An ode to old underwear

No married man could write this particular column. His wife would have taken care of the problem years ago.

The setup: I recently bought a new dresser, a nice affair with four drawers. The trouble was, my old dresser had five, two for my underwear. Add to that the fact that Penney’s had a sale on men’s boxer briefs and I had a problem … I could no longer get all my shorts into one drawer. I’d secretly hoped that the undies wouldn’t fit so I’d have an excuse to take them back. No, Penney’s probably doesn’t take returns on underwear. I’d have to throw them away. But alas, they fit perfectly … much better than new shorts are supposed to fit. So there I stood, faced with the prospect of finally getting rid of my ancient underwear.

Used to be, my mother would make sure that Santa brought new underwear every Christmas, but Saint Nick has been a little lax since Mom stopped wrapping my presents. And here’s where most wives come in, insisting that their husbands change underthings at least every decade or so, and in many cases taking the bull by the horns and donating hubby’s shorts to the boys at the Buster Sanitation Service. I don’t think you can recycle them, but I’ve never tried.

So, I stood there and gazed down at my new folded shorts in a stack beside my haphazard pile of old ones. (My old ones won’t even fold. They just sort of crumple into a heap.) It was obvious which bunch had to go, but then it happened … perhaps it was Billy Joel playing in the next room, but I was hit by a wave of nostalgia that nearly tipped me back onto my bed. The things these shorts and I had been through! I’m sure that some of them dated back to my first years of teaching at Triopia, they’d traveled to Europe with me, they’d been stuffed into the cracks of my suitcase on a long trip to Australia, and they’d been my “closest friends” on many an Alaskan excursion. I once shook President Obama’s hands while wearing these shorts. Last summer, I spoke to Ozzie Smith in the St. Louis airport while wearing this pair of underwear. I watched the original “Godfather” in a pair.

Yes, there had been some trips when I’d left them behind. Whenever I found myself sharing a room with a stranger, I’d bring underwear without ripped seams, sagging waistbands and absolute holes in the places that had endured the most wear. Many of us can remember mothers who’d scare us with harried tales of teenagers who’d have auto accidents then end up in a hospital with holey shorts, and of course it always puzzled when mothers would be more concerned with our underwear than our missing arm or leg. But still, when I knew I’d be traveling on icy roads, I sort of unconsciously put on my newer models.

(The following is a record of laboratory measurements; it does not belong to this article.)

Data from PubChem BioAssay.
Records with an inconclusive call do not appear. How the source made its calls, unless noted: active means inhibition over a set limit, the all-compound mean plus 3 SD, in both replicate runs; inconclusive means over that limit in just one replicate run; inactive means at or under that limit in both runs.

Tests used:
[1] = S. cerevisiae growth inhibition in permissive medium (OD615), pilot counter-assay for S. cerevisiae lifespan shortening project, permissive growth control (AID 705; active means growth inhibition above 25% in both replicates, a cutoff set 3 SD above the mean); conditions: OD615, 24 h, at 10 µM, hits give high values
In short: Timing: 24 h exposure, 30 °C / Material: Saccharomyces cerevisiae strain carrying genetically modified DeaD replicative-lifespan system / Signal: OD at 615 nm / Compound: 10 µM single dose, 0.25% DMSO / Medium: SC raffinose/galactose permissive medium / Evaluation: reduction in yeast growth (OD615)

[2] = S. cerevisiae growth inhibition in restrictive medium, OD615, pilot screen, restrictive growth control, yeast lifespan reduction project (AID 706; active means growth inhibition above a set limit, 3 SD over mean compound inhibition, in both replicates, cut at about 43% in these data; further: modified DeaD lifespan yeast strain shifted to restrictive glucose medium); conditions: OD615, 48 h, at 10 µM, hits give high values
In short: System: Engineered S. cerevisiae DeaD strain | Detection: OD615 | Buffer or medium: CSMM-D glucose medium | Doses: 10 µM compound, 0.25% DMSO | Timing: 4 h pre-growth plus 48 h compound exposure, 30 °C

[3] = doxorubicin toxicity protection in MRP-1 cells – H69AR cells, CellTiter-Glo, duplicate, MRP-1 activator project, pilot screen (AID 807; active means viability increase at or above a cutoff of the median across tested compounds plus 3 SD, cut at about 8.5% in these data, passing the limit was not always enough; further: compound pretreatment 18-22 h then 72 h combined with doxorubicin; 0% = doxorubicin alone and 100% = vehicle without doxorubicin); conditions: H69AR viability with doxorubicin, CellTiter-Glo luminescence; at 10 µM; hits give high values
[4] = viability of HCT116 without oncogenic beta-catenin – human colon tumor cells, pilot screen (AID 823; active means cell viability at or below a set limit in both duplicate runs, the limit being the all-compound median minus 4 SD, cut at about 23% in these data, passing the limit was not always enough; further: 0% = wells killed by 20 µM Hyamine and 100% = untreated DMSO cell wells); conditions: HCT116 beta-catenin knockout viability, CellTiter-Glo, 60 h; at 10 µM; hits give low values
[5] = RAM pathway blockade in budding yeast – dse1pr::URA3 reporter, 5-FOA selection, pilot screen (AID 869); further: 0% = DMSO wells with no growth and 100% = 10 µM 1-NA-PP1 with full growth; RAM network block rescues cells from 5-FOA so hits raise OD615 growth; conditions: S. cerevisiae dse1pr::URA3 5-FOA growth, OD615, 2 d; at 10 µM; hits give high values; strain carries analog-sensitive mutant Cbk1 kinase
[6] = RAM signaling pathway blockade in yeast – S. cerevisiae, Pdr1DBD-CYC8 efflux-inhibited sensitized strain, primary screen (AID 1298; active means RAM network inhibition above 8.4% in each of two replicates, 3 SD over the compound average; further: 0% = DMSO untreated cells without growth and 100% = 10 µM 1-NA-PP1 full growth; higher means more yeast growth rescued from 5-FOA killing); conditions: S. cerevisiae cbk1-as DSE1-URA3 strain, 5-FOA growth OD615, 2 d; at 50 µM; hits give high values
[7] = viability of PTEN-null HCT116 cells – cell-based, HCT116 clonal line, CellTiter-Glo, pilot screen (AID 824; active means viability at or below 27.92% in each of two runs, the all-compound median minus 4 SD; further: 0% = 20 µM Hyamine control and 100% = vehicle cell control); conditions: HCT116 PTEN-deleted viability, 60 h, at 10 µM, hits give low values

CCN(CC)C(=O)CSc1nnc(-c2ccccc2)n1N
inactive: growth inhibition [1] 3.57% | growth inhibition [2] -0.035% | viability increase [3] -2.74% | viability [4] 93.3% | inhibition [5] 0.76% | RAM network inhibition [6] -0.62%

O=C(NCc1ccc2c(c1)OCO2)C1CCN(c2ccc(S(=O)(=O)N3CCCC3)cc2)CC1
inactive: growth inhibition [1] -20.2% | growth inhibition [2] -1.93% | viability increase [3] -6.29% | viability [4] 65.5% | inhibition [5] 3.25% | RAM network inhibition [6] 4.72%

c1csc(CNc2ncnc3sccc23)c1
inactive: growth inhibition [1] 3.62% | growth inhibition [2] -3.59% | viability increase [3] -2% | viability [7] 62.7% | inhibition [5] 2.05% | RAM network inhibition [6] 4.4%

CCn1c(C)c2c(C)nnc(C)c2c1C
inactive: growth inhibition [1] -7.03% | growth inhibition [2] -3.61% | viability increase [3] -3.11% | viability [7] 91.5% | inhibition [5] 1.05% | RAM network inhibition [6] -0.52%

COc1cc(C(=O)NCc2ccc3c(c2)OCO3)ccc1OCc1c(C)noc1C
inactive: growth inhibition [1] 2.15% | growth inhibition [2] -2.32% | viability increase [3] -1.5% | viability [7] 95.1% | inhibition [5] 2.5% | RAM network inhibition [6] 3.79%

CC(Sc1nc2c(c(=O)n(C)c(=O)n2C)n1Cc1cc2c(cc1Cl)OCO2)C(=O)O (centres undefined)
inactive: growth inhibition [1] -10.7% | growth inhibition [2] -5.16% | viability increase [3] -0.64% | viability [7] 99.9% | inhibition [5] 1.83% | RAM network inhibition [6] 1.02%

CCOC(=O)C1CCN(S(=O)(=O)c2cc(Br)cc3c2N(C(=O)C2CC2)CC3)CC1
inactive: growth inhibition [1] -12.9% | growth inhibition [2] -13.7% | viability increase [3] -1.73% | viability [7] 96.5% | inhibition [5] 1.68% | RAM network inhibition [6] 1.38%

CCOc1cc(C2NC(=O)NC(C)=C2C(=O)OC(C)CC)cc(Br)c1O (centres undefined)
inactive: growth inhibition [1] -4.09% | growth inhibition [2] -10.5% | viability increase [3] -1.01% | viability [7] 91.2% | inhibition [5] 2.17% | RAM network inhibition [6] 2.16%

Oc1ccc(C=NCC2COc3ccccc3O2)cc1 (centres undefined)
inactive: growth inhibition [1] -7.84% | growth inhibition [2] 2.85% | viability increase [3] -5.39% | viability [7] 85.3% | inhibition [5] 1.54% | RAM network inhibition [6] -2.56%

Okay, there’s no logical reason to wear old underwear except for the fact that theoretically no one else sees them, they’re uber comfortable, and you’ve already paid for them. My grandpa kept old tractors for the same reasons and they served him well. Only my mirror and Grandpa’s cows knew the difference. And for some odd reason, you can get more attached to an old pair of shorts than to a couple of aging socks. Socks don’t have the personality of shorts. You don’t wear socks to bed. You don’t sit on your socks. There’s a difference.

So I stood there in front of my new bedroom dresser and looked at the small mound of threadbare underthings. I swear they stared back at me, thinking. “Look what he’s about to do. How could he do this to us after all we’ve done for him?” It’s moments like these that make you take stock of your life and consider just what living is for and what should be tossed aside. I’d just moved out of a house that had been my home for 30-plus years and I’d had no trouble tossing trophies, plaques, hundreds of pictures and a set of silverware that my parents had worn out in the mid 1950s. So, why was I having such a struggle with this underwear? Logic plays a very small part in a drama like this. It was purely a tug on my emotions that had made me keep these things and facts were facts. I only had one drawer and the shorts just wouldn’t fit. It’s not like I could store the extra pairs in the microwave or tuck them into my bathroom cabinets. Houseguests get suspicious when they open a drawer and are confronted by a set of Hanes that date back President Nixon.

End of story: I tossed the old ones and put the new pairs gently in their place, reminding them that they’d be with me for a long, long time. The former shorts are now in the wastebasket of my laundry room. The trash man hasn’t come yet. They still have a chance of a last minute reprieve from the governor.

Some will no doubt find this column silly and frivolous. To you, I would simply say that you are heartless and unfeeling.

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About the author

Ken Bradbury is an adjunct instructor of theatre at LLLC after retiring from Triopia. He entertains on the Spirit of Peoria riverboat and is the author of over 300 published plays. Website:

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